The Book of Lamentations portrays grief in its darkest form and functions like a mirror to grieving souls. It shows readers how to grief and how to heal this malady of the soul.
The particular grief that Lamentations underscores is the grief caused by our own sinful choices. In short, it answers the question, “How should I respond when I suffer for doing what is wrong?” Part of the answer to that question involves the form of the poetry itself.
Ordering our grief gives structure to our grief
Lamentations 1–4 are alphabetic acrostic poems, meaning that each line of poetry begins with a letter of the alphabet. So lamentations 1:1 begins with aleph, 1:2 with beth, and so on. Lamentations 3 does the same but in sets of threes: so three lines of aleph, three lines of beth, etc. The fifth chapter does not contain an acrostic for a reason that I will explore in another place.
Now, to avoid the trap of providing extraneous details, let me explain why knowing about the structure of these poems helps us to grieve.
Acrostic poems give order to our emotions. They show lay out grief in a structured way to prepare us for divine surgery. In this sense, order cleanses the wound before the Spirit can do divine surgery on our souls.
Grief creates disorder in our minds. Like a desk with papers, notes, and books scattered everywhere, so our minds become disordered. Instead of locating the book we want on the table, we somehow keep returning to the same piece of paper over and over. It’s not logical. But we focus on the paper in front of us despite wanting the book to the left of us. It’s a disorder.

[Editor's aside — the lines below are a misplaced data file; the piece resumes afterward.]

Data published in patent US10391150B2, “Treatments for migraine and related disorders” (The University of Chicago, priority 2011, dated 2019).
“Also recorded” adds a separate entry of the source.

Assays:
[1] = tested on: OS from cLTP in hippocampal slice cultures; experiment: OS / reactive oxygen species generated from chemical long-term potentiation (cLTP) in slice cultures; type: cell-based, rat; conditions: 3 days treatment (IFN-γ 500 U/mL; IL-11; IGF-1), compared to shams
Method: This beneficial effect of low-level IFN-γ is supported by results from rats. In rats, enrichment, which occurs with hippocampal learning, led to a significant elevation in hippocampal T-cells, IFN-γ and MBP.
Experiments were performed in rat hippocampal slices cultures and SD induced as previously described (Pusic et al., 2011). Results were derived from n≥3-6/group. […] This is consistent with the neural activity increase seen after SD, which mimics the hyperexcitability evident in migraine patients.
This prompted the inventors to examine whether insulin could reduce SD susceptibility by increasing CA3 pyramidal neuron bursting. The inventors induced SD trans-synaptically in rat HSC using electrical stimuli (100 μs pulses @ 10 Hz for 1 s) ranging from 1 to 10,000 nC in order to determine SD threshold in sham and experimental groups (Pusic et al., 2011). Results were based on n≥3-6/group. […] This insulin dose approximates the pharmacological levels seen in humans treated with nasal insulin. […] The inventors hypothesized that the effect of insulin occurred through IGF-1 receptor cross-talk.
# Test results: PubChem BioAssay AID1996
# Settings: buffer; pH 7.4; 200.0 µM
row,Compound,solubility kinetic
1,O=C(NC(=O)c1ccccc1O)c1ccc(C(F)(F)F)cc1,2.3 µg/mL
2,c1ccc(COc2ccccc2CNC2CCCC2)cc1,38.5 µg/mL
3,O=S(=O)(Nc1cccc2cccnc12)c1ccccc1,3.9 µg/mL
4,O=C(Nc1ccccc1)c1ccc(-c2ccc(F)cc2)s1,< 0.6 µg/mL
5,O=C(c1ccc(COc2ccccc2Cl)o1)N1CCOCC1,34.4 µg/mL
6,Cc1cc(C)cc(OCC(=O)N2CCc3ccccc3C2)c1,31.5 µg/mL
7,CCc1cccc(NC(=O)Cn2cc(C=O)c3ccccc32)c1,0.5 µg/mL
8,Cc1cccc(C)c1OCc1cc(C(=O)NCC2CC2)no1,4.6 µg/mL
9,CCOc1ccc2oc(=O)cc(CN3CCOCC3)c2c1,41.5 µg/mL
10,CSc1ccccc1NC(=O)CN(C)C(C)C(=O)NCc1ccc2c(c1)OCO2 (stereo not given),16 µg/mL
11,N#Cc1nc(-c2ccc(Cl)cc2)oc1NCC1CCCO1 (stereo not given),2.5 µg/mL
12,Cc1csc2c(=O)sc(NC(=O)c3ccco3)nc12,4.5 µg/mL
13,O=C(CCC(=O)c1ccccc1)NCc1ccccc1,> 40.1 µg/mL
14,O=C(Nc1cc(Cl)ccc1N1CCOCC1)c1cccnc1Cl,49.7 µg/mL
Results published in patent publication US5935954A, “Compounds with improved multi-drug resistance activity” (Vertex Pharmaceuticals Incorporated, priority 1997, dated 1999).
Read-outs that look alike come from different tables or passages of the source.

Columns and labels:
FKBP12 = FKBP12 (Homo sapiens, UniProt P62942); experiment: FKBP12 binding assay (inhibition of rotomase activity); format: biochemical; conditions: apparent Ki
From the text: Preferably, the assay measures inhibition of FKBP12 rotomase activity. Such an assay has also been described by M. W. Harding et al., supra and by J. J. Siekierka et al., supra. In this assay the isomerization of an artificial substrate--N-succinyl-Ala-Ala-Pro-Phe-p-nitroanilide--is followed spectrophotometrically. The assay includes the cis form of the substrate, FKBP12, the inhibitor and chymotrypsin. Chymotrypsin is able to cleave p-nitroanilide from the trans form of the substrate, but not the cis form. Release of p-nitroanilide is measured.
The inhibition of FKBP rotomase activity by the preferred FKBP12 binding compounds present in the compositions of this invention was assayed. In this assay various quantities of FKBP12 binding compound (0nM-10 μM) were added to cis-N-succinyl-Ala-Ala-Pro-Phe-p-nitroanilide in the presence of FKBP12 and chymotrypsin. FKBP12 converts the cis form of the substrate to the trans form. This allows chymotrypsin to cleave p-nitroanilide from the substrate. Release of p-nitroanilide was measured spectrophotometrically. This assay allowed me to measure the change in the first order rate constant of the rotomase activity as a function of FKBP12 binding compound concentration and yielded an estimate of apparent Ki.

Barry Webb explains, “Grief itself, by its very nature, is a rather formless thing. The mind of a person in deep sorrow characteristically moves in circles, returning again and again to the source of the grief, unable to leave it and unable to resolve it” (Webb, 2000: 61).
Everyone who has experienced grief or hurt understands this. We return to the thing that pains us even though we don’t to. Like flies to a honeypot, we return again and again to grief or pain. But when we go to take a handful, the pot is empty.
Ordering our grief lets us say what needs to be said
And this is why acrostic poems can serve us in grief. They give full expression to all our feelings from A to Z, aleph to tav (See Webb, 2000: 61). Webb expands further:
And yet, by the acrostic pattern, the grief is shaped and led to a conclusion, a point of completeness, where everything necessary has been said, at least for the time being, and the mourner can fall silent without feeling he has been stifled. In this sense the acrostic form has more than aesthetic significance; it has a therapeutic and pastoral significance as well (Webb, 2000: 61).
When we put words to our grief, we feel listened to and acknowledged.
So by giving structure to our grief and by saying what needs to be said, we begin the process of working through our pain. The acrostic poems in Lamentations provide us with these two tools to equip us to grieve and eventually to be healed from our grief.
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